A death row inmate has been escorted back to the same county jail he escaped from last week when he ditched his prison jumpsuit and handcuffs and fooled guards with a fake ID.
Charles Victor Thompson was returned to the Harris County Jail about 10:30 p.m. Monday after officers captured him outside a liquor store in Shreveport, La. on Sunday night. He had been on the run since Thursday.
Officials with the Harris County Sheriff’s Department said they’re making sure Thompson won’t have another chance to escape.
'Very strenuous security'
“We will have very strenuous security around him,” said Lt. John Martin, sheriff’s department spokesman. “Anytime he’s out of his cell block, we will have a deputy with him at all times.”
Thompson will be housed under tight security when he goes back to death row within a few weeks, said Michelle Lyons, a spokeswoman for the Texas Department of Criminal Justice. Those security measures include a reduction of recreation time from one hour a day to one hour a week. Thompson also will be banned from having such personal items as a radio or typewriter.
“Most inmates with an escape under their belt are housed under our highest level of security,” Lyons said.
Thompson, 35, was convicted in 1999 for the shooting deaths a year earlier of his ex-girlfriend, Dennise Hayslip, 39, of Tomball, and her new boyfriend, Darren Keith Cain, 30, of nearby Spring.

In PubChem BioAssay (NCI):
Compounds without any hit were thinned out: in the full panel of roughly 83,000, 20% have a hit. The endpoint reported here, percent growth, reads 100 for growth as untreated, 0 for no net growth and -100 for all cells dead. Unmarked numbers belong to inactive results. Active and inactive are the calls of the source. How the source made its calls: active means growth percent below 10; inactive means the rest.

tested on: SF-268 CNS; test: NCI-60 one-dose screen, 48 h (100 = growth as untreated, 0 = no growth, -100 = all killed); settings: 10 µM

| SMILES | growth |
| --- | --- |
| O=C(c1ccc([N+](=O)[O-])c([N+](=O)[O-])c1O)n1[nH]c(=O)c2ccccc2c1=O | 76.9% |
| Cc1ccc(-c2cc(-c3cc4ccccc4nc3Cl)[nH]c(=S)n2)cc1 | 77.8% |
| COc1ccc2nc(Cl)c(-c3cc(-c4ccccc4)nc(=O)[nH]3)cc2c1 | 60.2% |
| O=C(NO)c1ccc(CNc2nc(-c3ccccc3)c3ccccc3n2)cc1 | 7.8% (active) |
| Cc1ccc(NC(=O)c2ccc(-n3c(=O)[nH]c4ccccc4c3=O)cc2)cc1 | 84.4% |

He had been brought to the county jail in Houston from death row to be resentenced on the orders of an appeals court. He was resentenced to death on Oct. 28 and was awaiting transfer back to Livingston when he escaped.
After meeting with an attorney in a jail visiting room Thursday, Thompson slipped into civilian clothes that authorities believe he wore during his sentencing and somehow smuggled back to his cell.
Thompson left the locked prisoner’s booth in the visiting room and waved a fake ID badge as he passed at least four jail employees. Thompson, described by his victims’ families and his lawyer as a charmer, was let into the jail’s visitor’s lobby. From there, he walked out the door and into the street.
No objection to extradition
Thompson didn’t fight his return to Texas during a court hearing Monday in Caddo Parish, La., where he participated via video from jail.
“I don’t want to waste the taxpayers’ money in Louisiana,” Thompson told state District Judge Ramona Emanuel.
Thompson faces escape charges in Harris County, which must be dealt with before he can be returned to death row in Livingston, about 75 miles northeast of Houston. But it was unlikely the state would bother trying Thompson on the charges because he already is condemned, Martin said.
An internal investigation into how Thompson escaped continues. While investigators have not ruled out the possibility Thompson got help from a jail employee, there is no direct evidence to support that, Martin said.
Investigators also are trying to determine how Thompson got to Shreveport, La., about 200 miles northeast of Houston.